Non-invasive prenatal detection of achondroplasia in size-fractionated cell-free DNA by MALDI-TOF MS assay
Article first published online: 8 DEC 2006
Copyright © 2007 John Wiley & Sons, Ltd.
Volume 27, Issue 1, pages 11–17, January 2007
How to Cite
Li, Y., Page-Christiaens, G. C. M. L., Gille, J. J. P., Holzgreve, W. and Hahn, S. (2007), Non-invasive prenatal detection of achondroplasia in size-fractionated cell-free DNA by MALDI-TOF MS assay. Prenat. Diagn., 27: 11–17. doi: 10.1002/pd.1608
- Issue published online: 8 DEC 2006
- Article first published online: 8 DEC 2006
- Manuscript Accepted: 11 OCT 2006
- Manuscript Revised: 26 SEP 2006
- Manuscript Received: 7 AUG 2006
- FGFR3 gene;
- cell-free DNA;
- size fractionation;
- MALDI-TOF mass spectrometry
Achondroplasia is the most common form of short-limbed dwarfism in humans and is caused by mutations in the FGFR3 gene. Currently, prenatal diagnosis of this disorder relies on invasive procedures. Recent studies have shown that fetal single gene point mutations could be detected in cell-free DNA (cf-DNA) from maternal plasma by either the matrix-assisted laser desorption/ionization time-of-flight mass spectrometry (MALDI-TOF MS) assay with single allele base extension reaction (SABER) approach or the size fractionation of cf-DNA in maternal plasma. Here, we combined the two approaches to non-invasively examine the fetal G1138A mutation in maternal plasma.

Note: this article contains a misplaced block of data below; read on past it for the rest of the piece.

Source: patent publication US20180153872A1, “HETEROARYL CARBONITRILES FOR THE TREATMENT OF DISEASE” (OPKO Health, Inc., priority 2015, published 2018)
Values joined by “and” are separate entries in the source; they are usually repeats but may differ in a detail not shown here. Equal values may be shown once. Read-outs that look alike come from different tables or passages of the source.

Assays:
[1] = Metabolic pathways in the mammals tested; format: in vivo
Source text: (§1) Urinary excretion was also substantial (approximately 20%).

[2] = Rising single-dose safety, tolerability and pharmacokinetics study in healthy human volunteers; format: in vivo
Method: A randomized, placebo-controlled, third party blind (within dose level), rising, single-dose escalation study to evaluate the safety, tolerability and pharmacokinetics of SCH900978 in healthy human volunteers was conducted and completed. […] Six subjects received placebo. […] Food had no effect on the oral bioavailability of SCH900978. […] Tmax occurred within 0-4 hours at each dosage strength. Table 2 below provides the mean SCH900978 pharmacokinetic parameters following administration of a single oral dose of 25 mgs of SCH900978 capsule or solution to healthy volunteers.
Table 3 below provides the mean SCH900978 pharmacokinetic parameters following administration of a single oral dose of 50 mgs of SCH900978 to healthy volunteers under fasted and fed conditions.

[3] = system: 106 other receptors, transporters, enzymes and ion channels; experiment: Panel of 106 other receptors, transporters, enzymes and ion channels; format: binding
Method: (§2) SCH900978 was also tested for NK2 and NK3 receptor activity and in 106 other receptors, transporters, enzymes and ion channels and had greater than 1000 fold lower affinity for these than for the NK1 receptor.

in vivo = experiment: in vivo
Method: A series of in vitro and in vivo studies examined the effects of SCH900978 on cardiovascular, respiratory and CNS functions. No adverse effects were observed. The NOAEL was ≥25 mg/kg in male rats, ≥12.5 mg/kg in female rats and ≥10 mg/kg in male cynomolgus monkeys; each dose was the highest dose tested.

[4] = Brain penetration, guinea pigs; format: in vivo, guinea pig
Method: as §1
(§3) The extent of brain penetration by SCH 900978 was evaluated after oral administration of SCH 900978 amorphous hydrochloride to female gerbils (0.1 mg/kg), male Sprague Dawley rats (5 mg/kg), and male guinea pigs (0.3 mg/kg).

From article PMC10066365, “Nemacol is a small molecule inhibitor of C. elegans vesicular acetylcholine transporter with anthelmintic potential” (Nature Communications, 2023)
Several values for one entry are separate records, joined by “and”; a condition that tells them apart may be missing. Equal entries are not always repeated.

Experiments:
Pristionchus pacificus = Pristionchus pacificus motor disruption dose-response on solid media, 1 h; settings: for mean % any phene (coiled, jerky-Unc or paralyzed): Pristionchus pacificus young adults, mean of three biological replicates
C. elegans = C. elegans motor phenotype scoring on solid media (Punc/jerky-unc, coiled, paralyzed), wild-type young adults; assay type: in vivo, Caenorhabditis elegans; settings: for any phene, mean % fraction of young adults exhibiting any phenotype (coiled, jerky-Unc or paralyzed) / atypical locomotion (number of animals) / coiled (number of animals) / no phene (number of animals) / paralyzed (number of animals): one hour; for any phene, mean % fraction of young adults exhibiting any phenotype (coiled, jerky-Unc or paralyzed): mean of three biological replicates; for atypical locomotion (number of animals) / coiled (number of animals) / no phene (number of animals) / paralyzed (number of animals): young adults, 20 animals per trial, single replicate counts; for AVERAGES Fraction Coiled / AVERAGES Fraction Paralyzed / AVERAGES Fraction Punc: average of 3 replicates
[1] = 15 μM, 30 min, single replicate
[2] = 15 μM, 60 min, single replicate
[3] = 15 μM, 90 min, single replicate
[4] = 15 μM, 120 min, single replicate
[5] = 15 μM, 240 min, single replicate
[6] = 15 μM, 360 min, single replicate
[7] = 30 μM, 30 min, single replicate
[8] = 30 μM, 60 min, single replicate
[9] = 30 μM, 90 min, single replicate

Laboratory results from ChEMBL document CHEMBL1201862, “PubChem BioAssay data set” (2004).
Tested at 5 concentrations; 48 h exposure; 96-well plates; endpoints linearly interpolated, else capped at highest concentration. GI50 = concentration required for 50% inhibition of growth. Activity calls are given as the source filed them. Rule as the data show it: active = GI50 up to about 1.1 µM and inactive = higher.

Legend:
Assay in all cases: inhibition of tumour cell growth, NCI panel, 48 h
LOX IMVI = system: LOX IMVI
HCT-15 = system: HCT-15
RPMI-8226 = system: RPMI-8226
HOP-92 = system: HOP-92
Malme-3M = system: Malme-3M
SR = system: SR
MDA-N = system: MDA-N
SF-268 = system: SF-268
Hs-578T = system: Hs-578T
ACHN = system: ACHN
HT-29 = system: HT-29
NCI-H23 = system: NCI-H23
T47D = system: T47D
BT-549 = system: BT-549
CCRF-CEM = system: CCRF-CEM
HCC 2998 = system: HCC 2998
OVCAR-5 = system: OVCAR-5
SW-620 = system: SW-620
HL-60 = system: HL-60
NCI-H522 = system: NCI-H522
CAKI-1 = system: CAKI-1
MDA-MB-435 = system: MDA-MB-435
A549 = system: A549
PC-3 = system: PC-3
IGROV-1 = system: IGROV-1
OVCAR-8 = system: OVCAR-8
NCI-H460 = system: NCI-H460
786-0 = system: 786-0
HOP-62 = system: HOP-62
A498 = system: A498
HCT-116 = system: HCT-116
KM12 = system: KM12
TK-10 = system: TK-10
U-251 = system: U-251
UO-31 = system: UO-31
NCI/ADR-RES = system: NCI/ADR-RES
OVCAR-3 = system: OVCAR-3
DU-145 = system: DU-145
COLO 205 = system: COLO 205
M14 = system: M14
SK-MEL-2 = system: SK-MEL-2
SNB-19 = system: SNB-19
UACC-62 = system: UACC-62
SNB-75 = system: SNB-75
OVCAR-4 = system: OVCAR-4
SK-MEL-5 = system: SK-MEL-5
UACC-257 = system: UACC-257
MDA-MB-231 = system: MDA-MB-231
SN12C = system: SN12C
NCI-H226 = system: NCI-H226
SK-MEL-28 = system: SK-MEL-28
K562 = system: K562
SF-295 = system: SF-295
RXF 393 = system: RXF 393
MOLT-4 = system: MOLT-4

cf-DNA was extracted from maternal plasma samples obtained from two pregnant women at risk for achondroplasia. The fetal G1138A mutation was determined by the analysis of size-fractionated cf-DNA in maternal plasma using MALDI-TOF MS with SABER approach and homogenous MassEXTEND (hME) assay, respectively.
The fetal G1138A mutation was detectable in the two achondroplasia-affected pregnancies by the analysis of cf-DNA in maternal plasma using MALDI-TOF MS. However, the size-fractionation approach led to a more precise detection of the fetal mutation in both analyses.
This analysis would be suitable for non-invasive prenatal diagnosis of diseases caused by fetal single gene point mutations. Copyright © 2007 John Wiley & Sons, Ltd.